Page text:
Regardless of this and similar objections, the creation of major medical, or catastrophic, health insurance was widely and highly admired, and insurance companies won considerable praise for their enterprise. To insurance executives such a warm reaction was exhilarating and also somewhat unusual. Until recently, health insurance companies were widely depicted as remote, cold-hearted corporations interested in collecting premiums, adamantly refusing to pay justifiable claims, and seeking to amass great profits for their stockholders.

Actually, few major insurance companies are set up as profit-making concerns. Most are nonprofit or mutual corporations; if they make any money, these funds are returned each year to their policyholders in the form of cash, reduced premiums or paid-up insurance.

On the other hand, as some insurance men themselves admit, there have been grounds for hard feelings. In the past, companies have put out individual policies which they could cancel at will if their experience proved unfavorable—a maneuver which one expert describes as “perhaps good economics, but remarkably poor public relations.” More recently, some companies or their more zealous agents have indulged in outright misrepresentation as to what their policies did and did not cover. Last year, the Better Business Bureau of Boston, felt obliged to warn customers that “there is no magic which can furnish broad insurance coverage and sweeping protection at unbelievable bargain rates … one can’t buy steak for the price of turnips.”

Many conservative insurance leaders still view with dismay the efforts to sell health insurance—especially the more expensive individual policies—on an emotionally supercharged level. Some salesmen admittedly utilize such high-pressure tactics. In one how-to-do-it article published last year in the insurance magazine, Accident and Sickness Review, a Chicago agent warned his fellow salesmen against the prospect who “desires to study the plans we have offered and perhaps wants to look into other plans.” Encountering such a client, he said, the salesman should counterattack with approaches like these: “Do you know the exact provisions of your auto insurance or, for that matter, any of your insurance policies? … Would you drive your car without insurance? Does your body or your income deserve less? … You trusted someone to insure your car, life, and so on. If you don’t have coverage, it’s better to have some protection than none.”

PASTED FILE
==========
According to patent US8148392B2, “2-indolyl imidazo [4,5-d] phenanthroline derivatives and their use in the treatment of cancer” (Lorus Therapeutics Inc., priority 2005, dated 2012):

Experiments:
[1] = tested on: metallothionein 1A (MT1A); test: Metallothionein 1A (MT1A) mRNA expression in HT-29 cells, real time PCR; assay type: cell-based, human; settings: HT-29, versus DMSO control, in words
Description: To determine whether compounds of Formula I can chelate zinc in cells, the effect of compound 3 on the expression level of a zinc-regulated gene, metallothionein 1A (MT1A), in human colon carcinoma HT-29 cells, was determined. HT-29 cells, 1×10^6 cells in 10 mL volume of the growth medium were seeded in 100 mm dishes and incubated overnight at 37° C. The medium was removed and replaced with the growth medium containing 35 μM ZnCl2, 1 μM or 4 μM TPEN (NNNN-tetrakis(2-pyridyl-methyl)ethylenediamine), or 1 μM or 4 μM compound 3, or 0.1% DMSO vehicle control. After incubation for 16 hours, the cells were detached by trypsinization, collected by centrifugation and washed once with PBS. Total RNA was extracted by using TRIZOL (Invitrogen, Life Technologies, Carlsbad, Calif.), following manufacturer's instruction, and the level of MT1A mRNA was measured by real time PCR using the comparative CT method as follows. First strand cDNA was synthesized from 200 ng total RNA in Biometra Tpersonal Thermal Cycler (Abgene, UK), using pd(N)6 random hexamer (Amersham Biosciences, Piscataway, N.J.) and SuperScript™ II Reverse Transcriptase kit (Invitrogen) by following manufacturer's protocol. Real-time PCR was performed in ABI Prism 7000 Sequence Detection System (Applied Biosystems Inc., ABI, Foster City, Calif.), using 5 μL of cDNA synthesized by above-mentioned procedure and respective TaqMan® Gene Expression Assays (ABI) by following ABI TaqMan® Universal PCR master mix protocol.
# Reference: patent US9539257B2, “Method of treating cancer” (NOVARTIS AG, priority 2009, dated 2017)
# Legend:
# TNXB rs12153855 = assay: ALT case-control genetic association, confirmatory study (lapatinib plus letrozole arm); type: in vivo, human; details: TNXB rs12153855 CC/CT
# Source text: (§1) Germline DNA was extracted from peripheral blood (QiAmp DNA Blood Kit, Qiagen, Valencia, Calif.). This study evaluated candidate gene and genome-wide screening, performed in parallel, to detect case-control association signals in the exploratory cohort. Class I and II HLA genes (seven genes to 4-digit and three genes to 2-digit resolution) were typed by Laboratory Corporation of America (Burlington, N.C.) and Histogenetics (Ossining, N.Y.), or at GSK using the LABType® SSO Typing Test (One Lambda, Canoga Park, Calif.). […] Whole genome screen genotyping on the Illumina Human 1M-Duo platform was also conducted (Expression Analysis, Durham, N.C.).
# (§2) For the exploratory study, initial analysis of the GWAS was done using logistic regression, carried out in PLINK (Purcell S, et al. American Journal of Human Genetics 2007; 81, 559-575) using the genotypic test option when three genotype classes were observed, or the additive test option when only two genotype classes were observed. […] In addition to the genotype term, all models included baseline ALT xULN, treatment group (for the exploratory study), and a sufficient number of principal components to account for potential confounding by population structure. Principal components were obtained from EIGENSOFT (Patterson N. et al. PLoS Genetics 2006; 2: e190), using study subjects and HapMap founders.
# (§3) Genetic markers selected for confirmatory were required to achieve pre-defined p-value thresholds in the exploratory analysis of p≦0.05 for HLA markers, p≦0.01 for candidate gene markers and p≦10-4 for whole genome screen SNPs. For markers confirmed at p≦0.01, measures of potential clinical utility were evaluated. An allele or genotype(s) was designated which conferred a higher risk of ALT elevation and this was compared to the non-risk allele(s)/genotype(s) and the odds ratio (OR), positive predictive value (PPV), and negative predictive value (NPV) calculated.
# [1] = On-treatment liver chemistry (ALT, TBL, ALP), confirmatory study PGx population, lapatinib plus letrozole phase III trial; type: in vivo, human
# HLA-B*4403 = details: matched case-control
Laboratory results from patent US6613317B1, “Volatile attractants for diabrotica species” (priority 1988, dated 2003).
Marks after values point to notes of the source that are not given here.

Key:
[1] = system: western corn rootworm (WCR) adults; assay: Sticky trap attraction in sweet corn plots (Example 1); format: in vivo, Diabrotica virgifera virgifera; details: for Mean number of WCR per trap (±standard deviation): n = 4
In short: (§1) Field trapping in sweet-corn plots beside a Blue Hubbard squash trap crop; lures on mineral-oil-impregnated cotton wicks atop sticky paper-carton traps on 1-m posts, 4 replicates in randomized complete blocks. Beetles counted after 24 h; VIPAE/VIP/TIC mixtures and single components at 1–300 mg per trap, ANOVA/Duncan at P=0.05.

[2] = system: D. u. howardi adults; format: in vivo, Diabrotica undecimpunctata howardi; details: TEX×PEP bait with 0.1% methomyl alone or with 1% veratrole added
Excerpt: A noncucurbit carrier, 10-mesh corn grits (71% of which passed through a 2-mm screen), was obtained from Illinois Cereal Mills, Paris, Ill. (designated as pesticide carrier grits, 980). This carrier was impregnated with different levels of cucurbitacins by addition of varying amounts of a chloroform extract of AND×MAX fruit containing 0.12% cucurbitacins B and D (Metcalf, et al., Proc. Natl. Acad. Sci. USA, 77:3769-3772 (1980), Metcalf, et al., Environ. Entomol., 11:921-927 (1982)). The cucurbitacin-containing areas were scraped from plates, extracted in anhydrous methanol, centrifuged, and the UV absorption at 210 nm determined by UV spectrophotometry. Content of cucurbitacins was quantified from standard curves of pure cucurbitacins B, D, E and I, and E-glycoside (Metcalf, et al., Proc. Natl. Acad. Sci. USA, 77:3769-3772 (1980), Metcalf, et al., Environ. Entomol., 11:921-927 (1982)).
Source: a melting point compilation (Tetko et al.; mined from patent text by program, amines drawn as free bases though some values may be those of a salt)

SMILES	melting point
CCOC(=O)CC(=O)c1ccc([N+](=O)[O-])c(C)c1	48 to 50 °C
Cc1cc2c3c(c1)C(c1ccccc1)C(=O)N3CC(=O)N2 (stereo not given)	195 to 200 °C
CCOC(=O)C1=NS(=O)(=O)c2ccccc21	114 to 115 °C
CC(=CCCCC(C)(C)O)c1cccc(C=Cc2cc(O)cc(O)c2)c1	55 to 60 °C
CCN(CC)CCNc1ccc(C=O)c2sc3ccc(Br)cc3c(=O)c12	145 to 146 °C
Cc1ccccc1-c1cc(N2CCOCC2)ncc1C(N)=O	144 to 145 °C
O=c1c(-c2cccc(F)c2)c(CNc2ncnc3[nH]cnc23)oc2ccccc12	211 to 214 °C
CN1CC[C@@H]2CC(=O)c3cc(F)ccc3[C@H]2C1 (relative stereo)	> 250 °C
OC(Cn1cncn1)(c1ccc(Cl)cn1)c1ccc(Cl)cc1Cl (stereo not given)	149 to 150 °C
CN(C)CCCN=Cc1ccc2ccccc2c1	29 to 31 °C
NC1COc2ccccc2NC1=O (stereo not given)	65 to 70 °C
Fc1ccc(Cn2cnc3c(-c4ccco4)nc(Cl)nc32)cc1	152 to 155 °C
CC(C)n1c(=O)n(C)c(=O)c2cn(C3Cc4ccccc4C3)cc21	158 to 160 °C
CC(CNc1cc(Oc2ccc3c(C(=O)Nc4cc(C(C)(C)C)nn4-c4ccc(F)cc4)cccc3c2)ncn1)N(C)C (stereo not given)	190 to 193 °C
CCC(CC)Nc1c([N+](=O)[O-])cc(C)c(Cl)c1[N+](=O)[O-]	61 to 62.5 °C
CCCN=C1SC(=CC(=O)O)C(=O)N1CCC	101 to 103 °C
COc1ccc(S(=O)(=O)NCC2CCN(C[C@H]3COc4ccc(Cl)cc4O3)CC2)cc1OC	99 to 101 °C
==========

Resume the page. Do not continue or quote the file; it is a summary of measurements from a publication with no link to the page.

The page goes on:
In contrast, Joseph F. Follmann, Jr., of the Health Insurance Association of America, has suggested, “In the long run, we believe the interests of the prospect—and thus of the company—will be served best by a chance to size up all proposed plans, carefully and unemotionally, and to select the program which most closely fits his needs and his pocketbook.”

To meet such requirements, insurance companies—along with Blue Cross and Blue Shield—have experimented with such ideas as noncancelable or guaranteed renewable policies, policies which provide at least some coverage for mental disease, Paid-Up-At-65 policies, economical group coverage for farmers, and the new nationwide Medicare health insurance program for military dependents. Among these new experimental ideas was catastrophic, or major medical, coverage, which was greeted upon its introduction with considerable enthusiasm.

Within a very few years, it became apparent that major-medical insurance was by no means foolproof. The deductible and co-insurance features made it difficult for patients to abuse their policies, but not impossible. Even in the absence of fee schedules, and with ceilings as high as $10,000 or more for a single illness, the vast majority of doctors exercised restraint and discretion, but some did not. Unfortunately, an increasing number of physicians in some areas began to render extraordinarily high bills for their services. Only a few months ago, one company in California regretfully announced that it was forced to go back to the restrictive fee-schedule system to keep doctors’ bills in line.

Furthermore, there were growing signs of collusion between physician and patient. In such a conspiracy, investigators discovered, the procedure was usually something like this: Joe Doakes, with a stone in his kidney and a touch of larceny in his heart, would find that a kidney operation—including charges for the surgeon, the hospital, nurses, and miscellaneous items—would cost him $800. Under the terms of his policy, he would have to put out in cash the deductible amount of $200, and then 20 percent of the remaining $600, or $120.